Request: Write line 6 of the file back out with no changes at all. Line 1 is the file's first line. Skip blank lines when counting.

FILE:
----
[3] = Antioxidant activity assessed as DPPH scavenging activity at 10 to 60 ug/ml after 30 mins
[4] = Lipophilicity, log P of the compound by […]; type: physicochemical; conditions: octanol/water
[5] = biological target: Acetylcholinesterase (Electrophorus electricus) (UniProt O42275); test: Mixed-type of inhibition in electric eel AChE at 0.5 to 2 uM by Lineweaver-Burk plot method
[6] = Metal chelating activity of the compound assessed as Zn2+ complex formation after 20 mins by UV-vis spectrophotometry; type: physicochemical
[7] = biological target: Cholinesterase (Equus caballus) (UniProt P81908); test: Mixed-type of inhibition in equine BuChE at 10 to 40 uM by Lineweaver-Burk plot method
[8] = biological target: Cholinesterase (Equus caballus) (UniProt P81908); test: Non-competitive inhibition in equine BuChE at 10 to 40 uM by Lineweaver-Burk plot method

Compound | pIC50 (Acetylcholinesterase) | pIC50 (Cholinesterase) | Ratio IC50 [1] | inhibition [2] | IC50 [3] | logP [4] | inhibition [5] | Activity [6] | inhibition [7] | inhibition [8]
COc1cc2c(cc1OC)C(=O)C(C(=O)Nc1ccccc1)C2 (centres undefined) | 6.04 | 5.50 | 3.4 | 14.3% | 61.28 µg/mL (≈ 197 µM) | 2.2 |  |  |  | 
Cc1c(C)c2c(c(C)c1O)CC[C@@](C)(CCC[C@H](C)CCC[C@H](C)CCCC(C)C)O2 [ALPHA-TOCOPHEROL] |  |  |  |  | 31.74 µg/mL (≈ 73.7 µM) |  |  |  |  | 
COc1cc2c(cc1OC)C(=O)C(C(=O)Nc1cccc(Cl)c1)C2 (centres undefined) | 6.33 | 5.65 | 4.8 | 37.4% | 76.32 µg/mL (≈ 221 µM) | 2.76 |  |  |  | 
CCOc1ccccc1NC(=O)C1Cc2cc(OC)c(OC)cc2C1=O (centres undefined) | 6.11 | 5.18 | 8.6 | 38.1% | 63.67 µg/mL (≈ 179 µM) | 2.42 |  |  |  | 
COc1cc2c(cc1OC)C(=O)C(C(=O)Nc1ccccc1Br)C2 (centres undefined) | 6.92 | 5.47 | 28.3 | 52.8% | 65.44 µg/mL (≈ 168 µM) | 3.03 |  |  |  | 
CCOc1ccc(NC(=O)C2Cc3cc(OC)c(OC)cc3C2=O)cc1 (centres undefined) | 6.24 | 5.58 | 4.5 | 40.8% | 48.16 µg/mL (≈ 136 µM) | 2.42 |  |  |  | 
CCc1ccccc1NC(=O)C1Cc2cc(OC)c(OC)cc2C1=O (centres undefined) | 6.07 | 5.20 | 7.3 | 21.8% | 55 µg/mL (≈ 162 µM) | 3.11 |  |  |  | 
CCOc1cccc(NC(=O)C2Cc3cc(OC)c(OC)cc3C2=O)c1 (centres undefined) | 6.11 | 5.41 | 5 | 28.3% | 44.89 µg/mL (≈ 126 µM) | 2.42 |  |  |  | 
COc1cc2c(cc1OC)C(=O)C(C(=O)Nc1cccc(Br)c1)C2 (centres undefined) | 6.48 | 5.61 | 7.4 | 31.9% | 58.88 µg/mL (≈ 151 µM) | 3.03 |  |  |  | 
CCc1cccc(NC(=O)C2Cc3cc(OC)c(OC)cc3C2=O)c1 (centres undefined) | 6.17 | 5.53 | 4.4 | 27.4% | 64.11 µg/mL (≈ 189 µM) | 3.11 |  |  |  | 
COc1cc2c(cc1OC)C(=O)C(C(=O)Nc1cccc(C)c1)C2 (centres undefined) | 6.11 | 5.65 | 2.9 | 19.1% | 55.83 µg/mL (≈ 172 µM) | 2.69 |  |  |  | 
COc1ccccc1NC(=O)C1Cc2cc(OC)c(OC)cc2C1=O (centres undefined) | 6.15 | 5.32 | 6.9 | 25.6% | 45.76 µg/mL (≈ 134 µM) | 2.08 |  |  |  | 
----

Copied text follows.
[8] = biological target: Cholinesterase (Equus caballus) (UniProt P81908); test: Non-competitive inhibition in equine BuChE at 10 to 40 uM by Lineweaver-Burk plot method